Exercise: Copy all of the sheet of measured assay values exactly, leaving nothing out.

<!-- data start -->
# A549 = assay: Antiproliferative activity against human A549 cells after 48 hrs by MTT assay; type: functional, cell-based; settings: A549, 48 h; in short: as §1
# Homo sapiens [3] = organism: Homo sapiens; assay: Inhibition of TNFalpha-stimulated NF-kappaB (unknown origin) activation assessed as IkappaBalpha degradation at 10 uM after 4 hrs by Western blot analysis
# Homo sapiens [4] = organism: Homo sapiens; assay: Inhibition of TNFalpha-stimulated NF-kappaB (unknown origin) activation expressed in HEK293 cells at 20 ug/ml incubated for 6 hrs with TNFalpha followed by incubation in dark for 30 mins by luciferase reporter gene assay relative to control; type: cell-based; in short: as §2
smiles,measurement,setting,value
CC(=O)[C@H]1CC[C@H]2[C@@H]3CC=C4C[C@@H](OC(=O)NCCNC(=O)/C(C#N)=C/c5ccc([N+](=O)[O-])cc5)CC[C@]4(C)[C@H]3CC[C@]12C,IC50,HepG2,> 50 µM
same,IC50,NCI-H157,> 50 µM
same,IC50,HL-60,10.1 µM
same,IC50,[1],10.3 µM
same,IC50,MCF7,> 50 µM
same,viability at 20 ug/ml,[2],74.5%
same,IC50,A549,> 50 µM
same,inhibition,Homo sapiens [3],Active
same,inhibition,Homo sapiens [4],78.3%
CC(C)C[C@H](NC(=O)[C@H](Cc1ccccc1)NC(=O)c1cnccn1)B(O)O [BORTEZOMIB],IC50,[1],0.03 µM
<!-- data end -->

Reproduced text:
# A549 = assay: Antiproliferative activity against human A549 cells after 48 hrs by MTT assay; type: functional, cell-based; settings: A549, 48 h; in short: as §1
# Homo sapiens [3] = organism: Homo sapiens; assay: Inhibition of TNFalpha-stimulated NF-kappaB (unknown origin) activation assessed as IkappaBalpha degradation at 10 uM after 4 hrs by Western blot analysis
# Homo sapiens [4] = organism: Homo sapiens; assay: Inhibition of TNFalpha-stimulated NF-kappaB (unknown origin) activation expressed in HEK293 cells at 20 ug/ml incubated for 6 hrs with TNFalpha followed by incubation in dark for 30 mins by luciferase reporter gene assay relative to control; type: cell-based; in short: as §2
smiles,measurement,setting,value
CC(=O)[C@H]1CC[C@H]2[C@@H]3CC=C4C[C@@H](OC(=O)NCCNC(=O)/C(C#N)=C/c5ccc([N+](=O)[O-])cc5)CC[C@]4(C)[C@H]3CC[C@]12C,IC50,HepG2,> 50 µM
same,IC50,NCI-H157,> 50 µM
same,IC50,HL-60,10.1 µM
same,IC50,[1],10.3 µM
same,IC50,MCF7,> 50 µM
same,viability at 20 ug/ml,[2],74.5%
same,IC50,A549,> 50 µM
same,inhibition,Homo sapiens [3],Active
same,inhibition,Homo sapiens [4],78.3%
CC(C)C[C@H](NC(=O)[C@H](Cc1ccccc1)NC(=O)c1cnccn1)B(O)O [BORTEZOMIB],IC50,[1],0.03 µM